Select one of these topics, or create your own!

Vintage Games A-Go-Go

Just how did teenagers amuse themselves before ye olde Snapchat? Why, with oodles of colorful and creative games and novelties, of course! Be the first researcher to explore our newly acquired collection of 19th century and Roaring Twenties-era games and mobile toys, including fancy French paper dolls, Charlie Chaplin ephemera, and educational games that actually encouraged the mixing of the sexes (basically, get ready for a major case of the vapors). Take a chance, explore centuries-old game theory, and learn about forgotten pop culture. You will totally end up a winner!

Chasing Windmills

The George Peabody Library holds a wonderful collection of that most famous tale of knight-errantry, Don Quixote (first published 1605), a work that has stood the test of time and given us such idioms as ‘to tilt against windmills.’ Our collection ranges from the 1610s-1950s, allowing you, our humble researcher, to investigate a wide-range of topics, from an analysis of book illustrations through the ways others have translated and been inspired by the text. Develop a better understanding of Don Quixote, situate the work historically, and report on your discoveries to a wider audience!

Yearbook, Yearbook Evolution

Alas, the storied Hopkins yearbook ist kaput now, but its legacy is remembered in the hallowed halls of the Special Collections Reading Room, where yearbooks dating back to 1889 are lovingly kept. Swoop into vintage Blue Jay history and discover how the yearbooks evolved: What did students wish to remember through the ages, and what kinds of changes to the content and format of the yearbooks were made? While you are at it, get a chuckle or two from all the proto-hipster facial hair on display!

Conversations with the Supernatural

Gigantic murderous worms, fortune-telling, dream interpretation, and the alleged communications that clairvoyants had with the dead captured the Victorian imagination. Explore—if you dare—rare books meant to expose the supernatural world around us, and while you are at it, postulate why all things creepy and creaky were so popular in the 19th century! You can even consult the spirit world to help us select old and spooky things to add to Special Collections.

Extra! Extra! Extra-Illustrated, That is

A fad among book collectors in the 19th century was to assemble extra-illustrated editions of works by favorite authors. These editions would include things like hand-written letters, portraits, and other intriguing pieces of ephemera meant to personalize a book. We have several of these books in our collection, including two focusing on Charles Dickens, The Life of Charles Dickens and The Letters of Charles Dickens. What was included in these extra-illustrated editions? Do any of them have untraced material that could change our perception of 19th century literary life? Maybe your discoveries will merit your very own, “Extra! Extra! Read all about it!” from the scholarly community!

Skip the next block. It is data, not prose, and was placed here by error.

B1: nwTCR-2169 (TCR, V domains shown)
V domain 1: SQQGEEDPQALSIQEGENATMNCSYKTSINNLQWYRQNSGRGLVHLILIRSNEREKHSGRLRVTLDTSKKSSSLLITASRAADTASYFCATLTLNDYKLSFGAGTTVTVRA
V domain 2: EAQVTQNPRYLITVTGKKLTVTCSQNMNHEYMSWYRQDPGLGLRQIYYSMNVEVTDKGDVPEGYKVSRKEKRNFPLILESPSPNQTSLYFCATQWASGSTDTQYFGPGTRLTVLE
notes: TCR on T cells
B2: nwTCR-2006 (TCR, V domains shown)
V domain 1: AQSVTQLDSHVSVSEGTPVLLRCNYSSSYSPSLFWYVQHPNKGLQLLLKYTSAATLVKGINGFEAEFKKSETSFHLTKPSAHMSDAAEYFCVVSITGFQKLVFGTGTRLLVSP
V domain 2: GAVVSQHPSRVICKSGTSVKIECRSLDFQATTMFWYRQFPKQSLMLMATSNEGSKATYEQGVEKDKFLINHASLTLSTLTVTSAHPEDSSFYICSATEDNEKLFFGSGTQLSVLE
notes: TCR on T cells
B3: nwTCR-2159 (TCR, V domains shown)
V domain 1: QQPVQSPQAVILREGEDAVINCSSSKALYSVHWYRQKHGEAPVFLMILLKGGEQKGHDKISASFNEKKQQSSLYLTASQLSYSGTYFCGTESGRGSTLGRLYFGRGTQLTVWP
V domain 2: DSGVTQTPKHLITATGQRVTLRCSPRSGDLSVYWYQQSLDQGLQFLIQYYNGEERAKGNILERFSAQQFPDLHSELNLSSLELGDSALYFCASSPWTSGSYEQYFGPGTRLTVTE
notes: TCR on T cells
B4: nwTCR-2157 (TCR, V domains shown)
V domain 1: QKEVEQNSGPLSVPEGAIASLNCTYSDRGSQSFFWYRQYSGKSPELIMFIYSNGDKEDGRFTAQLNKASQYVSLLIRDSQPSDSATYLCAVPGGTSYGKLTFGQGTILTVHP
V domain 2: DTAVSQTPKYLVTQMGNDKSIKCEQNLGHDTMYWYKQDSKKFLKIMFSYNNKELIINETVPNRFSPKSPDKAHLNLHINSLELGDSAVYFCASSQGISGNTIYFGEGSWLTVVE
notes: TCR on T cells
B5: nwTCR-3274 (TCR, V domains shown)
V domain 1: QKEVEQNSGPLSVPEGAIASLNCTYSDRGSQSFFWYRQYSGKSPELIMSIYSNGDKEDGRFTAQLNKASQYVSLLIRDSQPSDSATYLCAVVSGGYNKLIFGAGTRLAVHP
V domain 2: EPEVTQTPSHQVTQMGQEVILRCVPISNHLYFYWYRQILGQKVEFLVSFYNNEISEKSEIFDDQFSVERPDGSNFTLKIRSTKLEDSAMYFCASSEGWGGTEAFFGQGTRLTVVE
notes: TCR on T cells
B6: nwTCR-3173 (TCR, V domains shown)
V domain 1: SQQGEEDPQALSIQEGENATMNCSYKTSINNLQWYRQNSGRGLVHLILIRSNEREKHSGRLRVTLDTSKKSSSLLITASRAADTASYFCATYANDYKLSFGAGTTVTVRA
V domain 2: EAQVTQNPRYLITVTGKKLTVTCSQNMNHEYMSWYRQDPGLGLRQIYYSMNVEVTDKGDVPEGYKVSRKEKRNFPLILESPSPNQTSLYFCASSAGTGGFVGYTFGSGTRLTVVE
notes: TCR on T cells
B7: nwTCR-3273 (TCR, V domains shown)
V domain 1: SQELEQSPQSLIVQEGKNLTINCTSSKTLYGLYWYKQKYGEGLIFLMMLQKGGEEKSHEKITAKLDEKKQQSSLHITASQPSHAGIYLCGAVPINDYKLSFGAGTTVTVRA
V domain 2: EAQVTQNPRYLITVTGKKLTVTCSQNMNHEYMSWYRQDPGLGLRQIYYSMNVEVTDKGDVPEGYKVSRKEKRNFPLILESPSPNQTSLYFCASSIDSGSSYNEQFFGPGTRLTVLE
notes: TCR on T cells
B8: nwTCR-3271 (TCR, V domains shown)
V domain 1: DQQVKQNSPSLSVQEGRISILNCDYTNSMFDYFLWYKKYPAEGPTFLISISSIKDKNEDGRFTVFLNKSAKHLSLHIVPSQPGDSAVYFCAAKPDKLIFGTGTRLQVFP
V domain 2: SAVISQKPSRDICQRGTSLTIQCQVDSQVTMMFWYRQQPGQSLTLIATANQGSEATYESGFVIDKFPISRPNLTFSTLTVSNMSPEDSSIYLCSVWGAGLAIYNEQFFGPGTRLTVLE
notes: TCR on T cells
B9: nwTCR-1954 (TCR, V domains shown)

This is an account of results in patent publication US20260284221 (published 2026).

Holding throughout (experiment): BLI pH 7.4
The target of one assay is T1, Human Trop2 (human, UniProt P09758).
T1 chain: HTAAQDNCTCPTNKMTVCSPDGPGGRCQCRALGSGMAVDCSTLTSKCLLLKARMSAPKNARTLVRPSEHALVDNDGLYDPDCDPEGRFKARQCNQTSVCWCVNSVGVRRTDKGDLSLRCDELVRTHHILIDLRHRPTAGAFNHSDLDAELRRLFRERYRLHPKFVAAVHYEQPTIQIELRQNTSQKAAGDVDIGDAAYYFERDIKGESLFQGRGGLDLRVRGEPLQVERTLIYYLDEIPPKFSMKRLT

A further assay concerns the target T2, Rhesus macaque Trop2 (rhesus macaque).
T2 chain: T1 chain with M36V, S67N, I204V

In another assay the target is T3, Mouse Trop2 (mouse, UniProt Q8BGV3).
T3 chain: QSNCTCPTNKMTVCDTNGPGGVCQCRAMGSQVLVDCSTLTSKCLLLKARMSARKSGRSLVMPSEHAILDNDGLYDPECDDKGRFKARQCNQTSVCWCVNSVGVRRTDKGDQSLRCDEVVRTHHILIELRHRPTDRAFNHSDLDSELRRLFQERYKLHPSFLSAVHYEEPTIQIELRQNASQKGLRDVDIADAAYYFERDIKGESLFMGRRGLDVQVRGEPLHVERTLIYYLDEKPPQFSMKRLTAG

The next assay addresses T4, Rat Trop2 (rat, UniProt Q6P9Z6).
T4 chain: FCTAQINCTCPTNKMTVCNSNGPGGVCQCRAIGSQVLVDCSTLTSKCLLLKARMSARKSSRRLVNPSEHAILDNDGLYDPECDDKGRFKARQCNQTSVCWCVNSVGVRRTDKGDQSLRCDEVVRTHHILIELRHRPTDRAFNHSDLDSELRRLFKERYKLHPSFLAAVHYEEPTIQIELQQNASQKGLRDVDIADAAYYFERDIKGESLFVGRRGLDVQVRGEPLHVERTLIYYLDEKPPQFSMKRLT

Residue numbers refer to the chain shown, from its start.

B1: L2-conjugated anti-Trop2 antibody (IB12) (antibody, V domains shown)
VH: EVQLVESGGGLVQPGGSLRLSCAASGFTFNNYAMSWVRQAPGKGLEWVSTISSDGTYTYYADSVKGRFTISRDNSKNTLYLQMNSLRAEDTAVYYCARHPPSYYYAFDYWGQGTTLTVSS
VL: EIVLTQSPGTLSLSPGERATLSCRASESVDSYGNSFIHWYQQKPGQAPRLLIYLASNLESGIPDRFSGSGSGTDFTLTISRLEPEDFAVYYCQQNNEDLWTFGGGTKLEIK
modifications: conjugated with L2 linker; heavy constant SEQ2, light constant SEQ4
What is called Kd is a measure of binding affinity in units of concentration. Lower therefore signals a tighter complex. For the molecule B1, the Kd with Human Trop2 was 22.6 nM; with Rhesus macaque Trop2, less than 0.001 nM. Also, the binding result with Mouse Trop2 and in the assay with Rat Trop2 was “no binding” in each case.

A Question of Academics

If you think being a Hopkins freshman is a harrowing experience what with selecting classes and majors and everything, just think about what it was like in the 19th century when the Group System was “the law of the land.” Complementary subjects like history, political science, and economy were grouped together, gradually evolving into departments and majors by the early 20th century. Just how did the academic experience shift from the 19th century to today? Don your deerstalker cap and look for clues involving changes in undergraduate academic life in historic resources housed in the University Archives, like Circulars, Registers, Annual Reports, News-Letters, yearbooks, and papers of alumni.

Not Lost in Translati(O)n

Love studying Latin and solving mysteries? Then use your ever-growing Latin language skills to reveal the content of highly important, but rarely studied rare books held at the historic George Peabody Library. You will get to translate short and interesting Latin texts that date from the Renaissance and after and that have never been translated before! See if you can figure out why the books were important, what caused their downfall (Is it the Illuminati? Duh, it’s always the Illuminati), and why they should be embraced by the masses once more!

Ooh La La – Parisian Theaters in the 19th century

We have collections of plays performed in three theaters active in Paris in the 19th century: the Théâtre de la Gaîté, the Théâtre de l’Ambigu-Comique and the still-active Théâtre de la Porte-Saint-Martin. A small number of the plays contain manuscript notes; and in at least one, these include notes on performance, set and costumes. Study the Parisian theater from any number of angles, such as performances, sets and costumes, architecture, plays performed and their authors, the actors and actresses, the history of one particular theater, or even the language and laws of the Parisian theater.

Rachel Carson at JHU

Did you know that Rachel Carson,the prominent conservationist, marine biologist, and author of Silent Spring attended graduate school at Hopkins? Just what was Rachel Carson’s graduate student experience like, and what was it like to be a graduate student in the early 1930s? What challenges did she face that other graduate students (men or women) did not have to deal with? You will have access to Carson’s extensive student file!